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Tuesday Training Byte: House training

Many dogs are surrendered to shelters due to house soiling issues. Having a puppy is much more work than a human baby that wears diapers. Keep in mind that a pup has minimal control- in other words can only "hold it" for short periods of time. If you work full-time, it is not a good time to add a puppy to your household, unless you work from home. The process, can take a couple of months or so. Here are tips to set your pup up for success:


  1. Whenever you cannot keep your pup in your lap, tethered to you, or actively interacting/playing, the pup must be crated. Do this religiously for a solid three weeks.

  2. Carry the pup out immediately after it eats, wakes up from a nap, or has been playing for about 20 minutes. Carry it to the same spot while on a leash and say, "Go potty". In other words- don't give your pup the chance to go in the house.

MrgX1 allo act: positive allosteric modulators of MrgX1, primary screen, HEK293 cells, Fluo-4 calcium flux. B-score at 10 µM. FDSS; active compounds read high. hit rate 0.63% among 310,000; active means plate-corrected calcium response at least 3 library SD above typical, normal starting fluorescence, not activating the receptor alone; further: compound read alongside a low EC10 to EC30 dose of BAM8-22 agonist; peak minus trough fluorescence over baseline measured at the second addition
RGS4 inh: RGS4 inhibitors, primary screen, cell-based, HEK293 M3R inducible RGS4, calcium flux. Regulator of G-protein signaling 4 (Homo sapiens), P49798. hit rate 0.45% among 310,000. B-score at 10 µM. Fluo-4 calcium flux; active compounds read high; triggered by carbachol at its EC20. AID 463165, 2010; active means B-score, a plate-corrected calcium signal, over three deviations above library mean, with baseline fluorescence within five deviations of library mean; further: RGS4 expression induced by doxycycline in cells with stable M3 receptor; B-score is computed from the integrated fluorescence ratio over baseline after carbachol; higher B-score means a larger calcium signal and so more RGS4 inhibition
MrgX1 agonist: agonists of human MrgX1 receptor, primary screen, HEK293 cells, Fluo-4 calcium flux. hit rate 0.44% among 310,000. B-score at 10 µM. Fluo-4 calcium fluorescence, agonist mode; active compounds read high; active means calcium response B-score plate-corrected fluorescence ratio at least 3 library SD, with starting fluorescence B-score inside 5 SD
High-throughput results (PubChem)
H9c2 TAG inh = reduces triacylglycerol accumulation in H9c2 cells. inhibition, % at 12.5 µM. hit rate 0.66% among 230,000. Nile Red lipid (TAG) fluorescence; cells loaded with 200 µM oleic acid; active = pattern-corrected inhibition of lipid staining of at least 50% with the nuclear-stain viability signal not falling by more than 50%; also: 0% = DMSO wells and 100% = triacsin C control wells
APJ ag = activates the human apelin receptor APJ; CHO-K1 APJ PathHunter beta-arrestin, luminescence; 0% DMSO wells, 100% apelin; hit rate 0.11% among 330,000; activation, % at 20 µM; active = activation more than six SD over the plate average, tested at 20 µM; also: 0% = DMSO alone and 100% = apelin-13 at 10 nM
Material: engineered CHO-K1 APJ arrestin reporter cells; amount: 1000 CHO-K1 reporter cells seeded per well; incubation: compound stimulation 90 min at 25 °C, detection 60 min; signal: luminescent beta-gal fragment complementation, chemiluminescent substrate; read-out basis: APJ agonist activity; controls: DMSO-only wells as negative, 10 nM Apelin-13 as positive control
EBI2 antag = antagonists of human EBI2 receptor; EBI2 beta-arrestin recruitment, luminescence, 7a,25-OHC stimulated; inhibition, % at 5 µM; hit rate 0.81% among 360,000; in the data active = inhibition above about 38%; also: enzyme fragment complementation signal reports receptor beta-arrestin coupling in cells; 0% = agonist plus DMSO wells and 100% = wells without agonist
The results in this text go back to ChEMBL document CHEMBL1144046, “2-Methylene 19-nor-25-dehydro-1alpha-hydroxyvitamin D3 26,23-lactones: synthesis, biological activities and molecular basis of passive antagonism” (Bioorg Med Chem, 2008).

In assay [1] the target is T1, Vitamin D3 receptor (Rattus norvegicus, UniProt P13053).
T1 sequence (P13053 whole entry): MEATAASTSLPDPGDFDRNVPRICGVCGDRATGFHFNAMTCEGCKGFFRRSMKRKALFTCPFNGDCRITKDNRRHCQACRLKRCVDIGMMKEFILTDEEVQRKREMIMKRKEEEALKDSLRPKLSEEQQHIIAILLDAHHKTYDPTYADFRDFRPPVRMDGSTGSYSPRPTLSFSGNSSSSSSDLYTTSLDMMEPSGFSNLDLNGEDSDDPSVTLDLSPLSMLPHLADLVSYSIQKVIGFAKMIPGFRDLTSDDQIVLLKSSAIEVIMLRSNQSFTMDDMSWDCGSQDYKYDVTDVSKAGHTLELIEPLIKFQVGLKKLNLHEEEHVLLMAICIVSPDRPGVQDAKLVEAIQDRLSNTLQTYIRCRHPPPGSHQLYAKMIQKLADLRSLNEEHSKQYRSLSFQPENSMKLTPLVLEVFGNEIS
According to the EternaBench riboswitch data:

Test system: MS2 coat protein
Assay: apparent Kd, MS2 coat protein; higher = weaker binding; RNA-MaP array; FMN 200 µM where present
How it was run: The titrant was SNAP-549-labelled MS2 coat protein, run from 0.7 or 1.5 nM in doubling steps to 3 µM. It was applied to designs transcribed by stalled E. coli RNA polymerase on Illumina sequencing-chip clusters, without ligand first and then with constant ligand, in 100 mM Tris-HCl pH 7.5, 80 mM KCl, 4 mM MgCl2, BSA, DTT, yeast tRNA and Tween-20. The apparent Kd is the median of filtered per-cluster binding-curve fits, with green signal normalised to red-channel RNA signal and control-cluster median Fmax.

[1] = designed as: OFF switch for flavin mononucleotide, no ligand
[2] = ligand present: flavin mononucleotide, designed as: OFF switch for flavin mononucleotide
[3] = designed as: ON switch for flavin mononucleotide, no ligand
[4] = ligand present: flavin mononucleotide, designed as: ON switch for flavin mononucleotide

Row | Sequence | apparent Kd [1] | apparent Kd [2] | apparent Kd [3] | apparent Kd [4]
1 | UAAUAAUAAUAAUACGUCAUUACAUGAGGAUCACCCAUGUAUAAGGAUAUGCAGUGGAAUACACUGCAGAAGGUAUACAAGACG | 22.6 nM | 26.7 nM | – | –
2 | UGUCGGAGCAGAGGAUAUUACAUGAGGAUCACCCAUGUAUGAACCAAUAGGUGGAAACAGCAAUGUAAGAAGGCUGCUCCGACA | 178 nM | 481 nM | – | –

3. If the pup doesn't do anything after a few minutes, carry it back in and put in the crate. Then repeat in about 15-20 minutes.

  4. If the pup goes, praise the pup and have treats in your pocket to give it at the potty place. Don't wait to treat when you get inside, or your pup will rush to the door before it is finished because it learned treats are there.

  5. Pups will sleep in their crate. Set your alarm for the middle of the night to take your young pup out. Use a leash and go to the same spot. This is not play time.

  6. If you have a small-medium breed pup, you may want to litter train. For this I recommend pine pellet bedding. This way you can place some in the litter box and some in the place outdoors you want the pup to go.

  7. The wire crates come with a divider. Keep the crate small so the pup will not have extra space to relieve itself in the crate, until it is getting the hang of things.

  8. If you want success more quickly, the pup should never be loose even in a confined space unattended. Try to limit the time in the crate, but time out of the crate is closely supervised.

  9. If the pup makes a mistake (usually because they were not being supervised), be sure to use an enzymatic cleaner made to specifically get rid of the odor, or the pup will reuse that spot again. I find it easier to house train a pup where there is no carpet for this very reason. Area rugs, or throw rugs can be rolled up temporarily or even discarded if the odor cannot be removed.

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